[Caroline International, 2020]
Intro: Kostas Barbas
Following the release of The Raven That Refused to Sing (And Other Stories) (2013), the most typical progressive rock album of his career, Steven Wilson decided to take a step away from the genre, bringing to the forefront other aspects of his music personality that already existed for years in his projects. If Hand. Cannot. Erase. (2015) was the transitional album, then To the Bone (2017) completed this shift to poppier tracks, a musician / producer probably exhausted after the many remasters on classic progressive rock albums that he completed at the time. His already declared love for Abba, Kate Bush, and Prince was shown for the first time in an entire album. The first samples of The Future Bites showed that the now 53-year-old Wilson would continue what he started with To the Bone.
It could be interesting, but…
When To the Bone was released in 2017, some of us had identified some weaknesses in Steven Wilson’s new album and had written our objections as to whether there was a future in what Wilson had in mind. Looking back, I think that we were proven right, since the album ranked last among his albums as a solo artist. All this until today, since The Future Bites comes to take with great ease this – not so honorable – position. Wilson failed to impress us again, although there is an objective interest in change of approach of a musician, from his huge great career in prog rock to more direct patterns (let’s say pop), basic drum beat, extensive use of synths and other electronic sounds, and mainly the detachment of the compositions from the typical rock instrumentation.
The Future Bites continues from where To the Bone had stopped, with the mood for change towards the new direction being even more intense. The result is disappointing because the real changes are very few. The character of Steven Wilson’s music remains so strong that in his attempt to incorporate into this 80s style of pop music introduced by Peter Gabriel (King Ghost) or Pink Floyd (Eminent Sleaze, Man of the People), he weakens every melody, every rhythm, every possibility of evolving the music into something that will fascinate the listener.
Even in the songs (12 Things I Forgot) in which he chooses to do what he knows well, simulating his radio-friendly collaboration with Aviv Geffen in Blackfield, he sounds rather weak and gray, just like the color he chose for the album’s artwork. If we look for some kind of success among the 8.5 compositions of the album, we will possibly find it in Personal Shopper, which is saved mainly due to the uptempo logic of an almost 10-minute song that at least manages to maintain its rhythm and mainly highlight the chorus and melodies, in an unnecessarily long duration.
On the other, although the album’s concept is rather shallow, it may save the day to some extent, since it does not go unnoticed like the music. The widespread use of technology, consumerism, and social media are topics that touch the senses of a white privileged musician who lives and works in the UK. Although Steven Wilson had offered us more imagination and more interesting stories throughout his discography, we consider it legitimate at this stage of his life to write what concerns him, because they add sincerity to his intentions.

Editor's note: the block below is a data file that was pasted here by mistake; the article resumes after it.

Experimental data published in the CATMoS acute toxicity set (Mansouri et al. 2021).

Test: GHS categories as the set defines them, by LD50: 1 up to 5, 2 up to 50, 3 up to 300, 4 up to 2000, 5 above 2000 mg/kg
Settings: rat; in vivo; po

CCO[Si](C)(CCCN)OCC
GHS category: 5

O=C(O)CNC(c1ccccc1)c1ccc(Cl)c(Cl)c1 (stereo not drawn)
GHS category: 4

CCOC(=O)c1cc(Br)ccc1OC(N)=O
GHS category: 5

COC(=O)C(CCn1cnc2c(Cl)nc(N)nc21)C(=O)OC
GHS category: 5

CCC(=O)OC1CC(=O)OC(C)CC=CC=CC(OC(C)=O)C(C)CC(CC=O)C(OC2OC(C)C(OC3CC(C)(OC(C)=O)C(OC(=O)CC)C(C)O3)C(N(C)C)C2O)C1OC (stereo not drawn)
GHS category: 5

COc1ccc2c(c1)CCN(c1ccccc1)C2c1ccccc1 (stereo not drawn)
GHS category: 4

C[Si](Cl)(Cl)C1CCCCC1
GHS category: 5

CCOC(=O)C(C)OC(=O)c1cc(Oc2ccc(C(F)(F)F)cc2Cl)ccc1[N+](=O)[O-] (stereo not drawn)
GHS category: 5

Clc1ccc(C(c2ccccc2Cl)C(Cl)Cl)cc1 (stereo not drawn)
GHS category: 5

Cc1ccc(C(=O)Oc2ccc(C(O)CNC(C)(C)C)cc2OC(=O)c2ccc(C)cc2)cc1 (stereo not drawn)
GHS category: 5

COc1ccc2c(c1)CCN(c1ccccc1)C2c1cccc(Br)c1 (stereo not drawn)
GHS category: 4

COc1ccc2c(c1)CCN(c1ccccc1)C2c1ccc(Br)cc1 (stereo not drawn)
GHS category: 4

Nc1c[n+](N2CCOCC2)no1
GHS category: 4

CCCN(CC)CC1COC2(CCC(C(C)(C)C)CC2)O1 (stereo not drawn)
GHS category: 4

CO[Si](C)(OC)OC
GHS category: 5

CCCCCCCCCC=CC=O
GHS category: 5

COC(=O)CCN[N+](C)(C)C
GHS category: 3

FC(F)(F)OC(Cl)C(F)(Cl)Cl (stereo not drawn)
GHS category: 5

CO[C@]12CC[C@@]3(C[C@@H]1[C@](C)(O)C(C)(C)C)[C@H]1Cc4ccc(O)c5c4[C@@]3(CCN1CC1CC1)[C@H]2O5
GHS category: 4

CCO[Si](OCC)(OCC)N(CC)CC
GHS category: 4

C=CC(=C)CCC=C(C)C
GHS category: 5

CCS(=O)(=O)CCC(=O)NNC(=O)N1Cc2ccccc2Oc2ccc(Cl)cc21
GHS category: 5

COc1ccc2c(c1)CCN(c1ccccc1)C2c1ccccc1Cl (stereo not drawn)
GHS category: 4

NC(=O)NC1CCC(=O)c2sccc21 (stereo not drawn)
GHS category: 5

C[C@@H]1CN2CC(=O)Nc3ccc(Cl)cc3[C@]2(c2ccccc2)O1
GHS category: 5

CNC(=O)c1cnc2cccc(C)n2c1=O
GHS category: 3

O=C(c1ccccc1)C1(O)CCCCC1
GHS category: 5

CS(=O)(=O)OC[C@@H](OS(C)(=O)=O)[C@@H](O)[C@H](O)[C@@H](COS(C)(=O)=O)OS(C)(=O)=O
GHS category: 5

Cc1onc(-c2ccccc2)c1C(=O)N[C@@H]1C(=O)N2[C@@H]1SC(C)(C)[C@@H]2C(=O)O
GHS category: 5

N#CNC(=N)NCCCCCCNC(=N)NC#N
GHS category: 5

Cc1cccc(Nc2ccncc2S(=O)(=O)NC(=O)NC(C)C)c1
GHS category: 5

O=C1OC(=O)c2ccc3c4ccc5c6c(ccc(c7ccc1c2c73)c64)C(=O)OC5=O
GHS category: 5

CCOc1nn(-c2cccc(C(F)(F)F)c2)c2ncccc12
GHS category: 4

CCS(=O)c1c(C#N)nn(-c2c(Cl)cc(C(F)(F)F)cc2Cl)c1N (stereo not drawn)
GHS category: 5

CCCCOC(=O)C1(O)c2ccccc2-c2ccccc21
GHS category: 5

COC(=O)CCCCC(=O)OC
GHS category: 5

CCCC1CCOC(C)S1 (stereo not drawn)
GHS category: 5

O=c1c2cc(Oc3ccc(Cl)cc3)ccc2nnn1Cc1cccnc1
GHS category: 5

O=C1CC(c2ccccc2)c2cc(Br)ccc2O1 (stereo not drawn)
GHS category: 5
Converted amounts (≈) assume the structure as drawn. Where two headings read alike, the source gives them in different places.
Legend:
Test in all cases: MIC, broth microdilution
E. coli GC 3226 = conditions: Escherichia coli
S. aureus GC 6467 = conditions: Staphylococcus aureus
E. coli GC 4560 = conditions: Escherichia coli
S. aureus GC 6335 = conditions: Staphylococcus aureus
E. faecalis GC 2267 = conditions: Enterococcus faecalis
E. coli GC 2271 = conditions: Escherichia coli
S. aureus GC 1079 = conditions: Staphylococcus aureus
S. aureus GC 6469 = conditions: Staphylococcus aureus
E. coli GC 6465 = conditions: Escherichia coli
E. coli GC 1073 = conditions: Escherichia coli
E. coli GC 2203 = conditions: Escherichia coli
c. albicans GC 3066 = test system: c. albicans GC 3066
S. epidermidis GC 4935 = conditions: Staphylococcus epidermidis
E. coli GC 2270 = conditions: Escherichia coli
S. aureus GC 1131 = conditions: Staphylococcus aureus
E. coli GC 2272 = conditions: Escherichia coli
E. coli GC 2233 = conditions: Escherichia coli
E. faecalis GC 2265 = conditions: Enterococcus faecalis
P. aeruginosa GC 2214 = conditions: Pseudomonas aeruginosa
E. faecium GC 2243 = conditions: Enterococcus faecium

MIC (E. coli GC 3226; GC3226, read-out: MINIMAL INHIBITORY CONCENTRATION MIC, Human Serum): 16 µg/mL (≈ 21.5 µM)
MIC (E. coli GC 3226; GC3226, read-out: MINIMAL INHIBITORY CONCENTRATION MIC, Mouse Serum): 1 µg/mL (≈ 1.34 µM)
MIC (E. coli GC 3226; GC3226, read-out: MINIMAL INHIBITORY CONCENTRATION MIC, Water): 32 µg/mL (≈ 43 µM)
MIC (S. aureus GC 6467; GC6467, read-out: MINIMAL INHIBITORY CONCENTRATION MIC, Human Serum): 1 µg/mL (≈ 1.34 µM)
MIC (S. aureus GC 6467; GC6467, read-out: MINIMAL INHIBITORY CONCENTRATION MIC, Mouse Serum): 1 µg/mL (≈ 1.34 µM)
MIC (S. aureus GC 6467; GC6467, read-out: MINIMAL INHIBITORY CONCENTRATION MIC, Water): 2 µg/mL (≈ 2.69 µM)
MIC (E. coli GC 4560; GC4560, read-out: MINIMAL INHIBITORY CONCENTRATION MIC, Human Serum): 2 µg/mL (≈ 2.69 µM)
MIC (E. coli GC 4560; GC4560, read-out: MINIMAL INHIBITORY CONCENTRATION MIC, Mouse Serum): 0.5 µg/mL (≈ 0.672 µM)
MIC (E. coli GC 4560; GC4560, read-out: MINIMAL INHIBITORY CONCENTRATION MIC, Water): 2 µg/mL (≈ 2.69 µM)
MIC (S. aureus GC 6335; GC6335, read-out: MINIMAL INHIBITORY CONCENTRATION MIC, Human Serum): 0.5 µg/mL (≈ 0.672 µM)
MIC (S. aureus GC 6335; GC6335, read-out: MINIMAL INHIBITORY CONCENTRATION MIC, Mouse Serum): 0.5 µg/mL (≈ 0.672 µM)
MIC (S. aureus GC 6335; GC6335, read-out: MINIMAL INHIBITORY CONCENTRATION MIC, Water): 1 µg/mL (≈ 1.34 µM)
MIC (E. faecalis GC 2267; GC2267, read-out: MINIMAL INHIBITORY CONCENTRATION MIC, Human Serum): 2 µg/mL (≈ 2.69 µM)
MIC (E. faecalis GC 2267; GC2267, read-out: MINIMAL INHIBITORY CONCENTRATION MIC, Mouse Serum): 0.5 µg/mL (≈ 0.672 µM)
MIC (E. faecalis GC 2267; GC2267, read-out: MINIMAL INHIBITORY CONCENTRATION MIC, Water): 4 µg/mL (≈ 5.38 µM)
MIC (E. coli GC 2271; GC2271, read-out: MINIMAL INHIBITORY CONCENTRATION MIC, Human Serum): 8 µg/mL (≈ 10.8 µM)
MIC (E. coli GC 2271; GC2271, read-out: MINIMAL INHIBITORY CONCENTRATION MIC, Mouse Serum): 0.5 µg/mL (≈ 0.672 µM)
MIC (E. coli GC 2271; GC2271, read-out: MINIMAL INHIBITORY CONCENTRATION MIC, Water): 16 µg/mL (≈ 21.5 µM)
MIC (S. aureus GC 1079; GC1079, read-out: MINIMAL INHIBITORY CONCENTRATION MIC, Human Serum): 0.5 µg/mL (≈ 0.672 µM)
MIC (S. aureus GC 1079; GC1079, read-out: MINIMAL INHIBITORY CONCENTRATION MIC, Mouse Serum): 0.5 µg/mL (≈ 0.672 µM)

The course of Steven Wilson’s career with The Future Bites may target a wider audience, and the album is definitely surrounded by positive opinions because it encapsulates some of the essential features of commercial pop-rock music. It is neither bad music nor does it offend the listener’s intelligence. But it has absolutely no features that could be a reference point of the genre, and it lacks a substantial artistic proposal, flickering between melodies written long ago and recent ideas that are logically not fully integrated into the musician’s consciousness.
5 / 10
If To The Bone could be described as a kind of experiment for Wilson, then The Future Bites is a settled musical proposition. His turn towards pop is now well thought out and as a musician he seems confident about what where he’s stepping on. It is clear that the British musician and producer is a huge connoisseur and collector of music of various genres, so creating an album like The Future Bites is not particularly difficult for him. The production is once again unreal and the general setting is flawless. The main problem with the record is that the compositions do not justify their creator at all, since the almost absolute lack of a memorable hook makes listening to it particularly boring. In his effort to adopt the persona of an intelligent pop artist (the way Peter Gabriel did in the past), Wilson fails almost completely, and eventually the music sounds like intelligent muzak. Worst of all, there are moments like the Prince rip-off Eminent Sleaze, that bring laughter, and that’s not nice at all for an artist of Steven Wilson’s level.
4 / 10